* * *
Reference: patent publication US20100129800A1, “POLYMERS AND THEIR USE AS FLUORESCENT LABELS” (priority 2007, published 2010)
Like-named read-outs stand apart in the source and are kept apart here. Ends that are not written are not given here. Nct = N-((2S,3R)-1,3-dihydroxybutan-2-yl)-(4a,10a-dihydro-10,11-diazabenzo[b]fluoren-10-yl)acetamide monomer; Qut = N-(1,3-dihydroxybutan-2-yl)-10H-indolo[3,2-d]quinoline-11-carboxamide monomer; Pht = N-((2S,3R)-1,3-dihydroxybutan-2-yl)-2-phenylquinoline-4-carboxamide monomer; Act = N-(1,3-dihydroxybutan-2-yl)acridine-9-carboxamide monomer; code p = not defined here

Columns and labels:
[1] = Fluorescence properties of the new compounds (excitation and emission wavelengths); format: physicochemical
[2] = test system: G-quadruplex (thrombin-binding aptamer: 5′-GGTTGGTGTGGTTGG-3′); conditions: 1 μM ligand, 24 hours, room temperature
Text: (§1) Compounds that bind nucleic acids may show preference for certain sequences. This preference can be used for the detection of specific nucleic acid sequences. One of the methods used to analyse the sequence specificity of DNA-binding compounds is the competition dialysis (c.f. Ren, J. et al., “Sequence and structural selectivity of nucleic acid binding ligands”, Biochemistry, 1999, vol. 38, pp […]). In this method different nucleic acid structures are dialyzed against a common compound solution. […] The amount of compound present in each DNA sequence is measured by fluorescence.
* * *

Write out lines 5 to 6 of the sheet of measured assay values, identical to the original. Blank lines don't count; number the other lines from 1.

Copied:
[2] = test system: G-quadruplex (thrombin-binding aptamer: 5′-GGTTGGTGTGGTTGG-3′); conditions: 1 μM ligand, 24 hours, room temperature
Text: (§1) Compounds that bind nucleic acids may show preference for certain sequences. This preference can be used for the detection of specific nucleic acid sequences. One of the methods used to analyse the sequence specificity of DNA-binding compounds is the competition dialysis (c.f. Ren, J. et al., “Sequence and structural selectivity of nucleic acid binding ligands”, Biochemistry, 1999, vol. 38, pp […]). In this method different nucleic acid structures are dialyzed against a common compound solution. […] The amount of compound present in each DNA sequence is measured by fluorescence.